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Powell says rates may need to remain elevated amid little progress on inflation

U.S. Federal Reserve Chair Jerome Powell holds a press conference following a two-day meeting of the Federal Open Market Committee on interest rate policy in Washington on March 20, 2024.

Elizabeth Frantz | Reuters

Federal Reserve Chair Jerome Powell said Tuesday that interest rates could need to stay higher for longer as the battle to bat down inflation continues.

Powell said during a panel that there had been little progress on bringing down price growth this year. Due to this, he said monetary policy could need to remain in place.

“More recent data shows solid growth and continued strength in the labor market, but also a lack of further progress so far this year on returning to our 2% inflation goal,” the Fed chief said.

“The recent data have clearly not given us greater confidence, and instead indicate that it’s likely to take longer than expected to achieve that confidence,” he said. “That said, we think policy is well-positioned to handle the risks that we face.”

— Alex Harring, Jeff Cox

Iran attack on Israel raises risk in Middle East over long term, Obama national security advisor says

Iran’s weekend air assault on Israel has raised the risk in the Middle East over the long term, said Tom Donilon, national security advisor during the Obama administration.

Crude oil prices have fallen over the past two trading sessions, as fears of a wider war have eased after Israel and its U.S.-led allies successfully repelled the attack. But Donilon said the current cycle of conflict is not yet over as Israel will likely respond to the strike.

Iran is now prepared to respond directly, in many cases from its own territory, to any attack from Israel on any Iranian interest or person, said Donilon, who is also chairman of the BlackRock Investment Institute.

“Long term, it is a structural increase in the risk profile,” said Donilon. The former national security advisor said he is increasingly worried about the risk of terrorist attacks in the West as the Israel-Hamas war drags on.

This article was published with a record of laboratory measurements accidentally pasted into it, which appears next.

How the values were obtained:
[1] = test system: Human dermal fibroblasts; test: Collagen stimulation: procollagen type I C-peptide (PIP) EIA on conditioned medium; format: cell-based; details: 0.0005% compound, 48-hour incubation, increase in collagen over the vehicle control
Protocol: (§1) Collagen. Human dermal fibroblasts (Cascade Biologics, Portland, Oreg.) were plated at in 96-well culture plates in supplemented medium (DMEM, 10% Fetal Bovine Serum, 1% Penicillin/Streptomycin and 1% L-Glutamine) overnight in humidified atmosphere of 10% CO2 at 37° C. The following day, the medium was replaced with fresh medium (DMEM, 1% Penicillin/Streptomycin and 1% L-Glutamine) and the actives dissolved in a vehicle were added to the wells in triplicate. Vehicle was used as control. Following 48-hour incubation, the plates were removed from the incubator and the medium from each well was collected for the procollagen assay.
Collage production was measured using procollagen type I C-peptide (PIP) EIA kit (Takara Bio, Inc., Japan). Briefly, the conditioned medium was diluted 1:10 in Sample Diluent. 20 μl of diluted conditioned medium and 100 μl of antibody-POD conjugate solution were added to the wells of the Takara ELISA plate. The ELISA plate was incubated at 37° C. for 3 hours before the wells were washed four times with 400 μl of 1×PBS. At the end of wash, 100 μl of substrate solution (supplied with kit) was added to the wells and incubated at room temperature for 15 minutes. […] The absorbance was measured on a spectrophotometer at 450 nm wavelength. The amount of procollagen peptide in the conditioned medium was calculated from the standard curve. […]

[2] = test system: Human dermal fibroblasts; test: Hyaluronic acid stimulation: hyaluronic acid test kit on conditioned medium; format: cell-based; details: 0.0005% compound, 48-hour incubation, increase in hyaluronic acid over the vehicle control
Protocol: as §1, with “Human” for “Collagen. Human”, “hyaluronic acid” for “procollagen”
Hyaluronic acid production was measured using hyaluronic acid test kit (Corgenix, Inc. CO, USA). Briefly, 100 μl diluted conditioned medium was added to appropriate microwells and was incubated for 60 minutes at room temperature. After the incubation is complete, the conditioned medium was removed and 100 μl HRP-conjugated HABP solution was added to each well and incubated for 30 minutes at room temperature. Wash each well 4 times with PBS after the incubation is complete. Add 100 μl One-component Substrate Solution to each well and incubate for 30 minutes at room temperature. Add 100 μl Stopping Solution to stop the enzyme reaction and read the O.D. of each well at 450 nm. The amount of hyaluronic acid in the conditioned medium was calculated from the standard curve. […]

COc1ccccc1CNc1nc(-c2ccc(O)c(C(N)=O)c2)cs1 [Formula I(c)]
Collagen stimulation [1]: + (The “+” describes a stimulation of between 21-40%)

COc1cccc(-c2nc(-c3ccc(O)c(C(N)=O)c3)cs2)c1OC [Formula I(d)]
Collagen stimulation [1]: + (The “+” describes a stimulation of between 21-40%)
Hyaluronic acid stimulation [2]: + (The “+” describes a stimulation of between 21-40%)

“The longer this goes on, I am becoming increasingly concerned about knock-on effects in terms of terrorism here in the United States, especially in Europe,” Donilon said. The number of potential threats and plots that were foiled, particularly against Jewish institutions, are very high, he said.

Donilon’s comments were interrupted by protestors who called for Columbia to divest from fossil fuels.

— Spencer Kimball

Fed’s Jefferson sees inflation falling as policy stays on hold

Federal Reserve Governor Philip Jefferson said Tuesday that he expects inflation to continue to decline as the central bank keeps its restrictive policy in place.

“My baseline outlook continues to be that inflation will decline further, with the policy rate held steady at its current level, and that the labor market will remain strong, with labor demand and supply continuing to rebalance,” Jefferson said in a discussion about how policymaking has changed over the years.

“Of course, the outlook is still quite uncertain, and if incoming data suggest that inflation is more persistent than I currently expect it to be, it will be appropriate to hold in place the current restrictive stance of policy for longer,” he added.

Markets currently are pricing in the Fed to stay on hold until September, then slowly begin cutting rates.

— Jeff Cox

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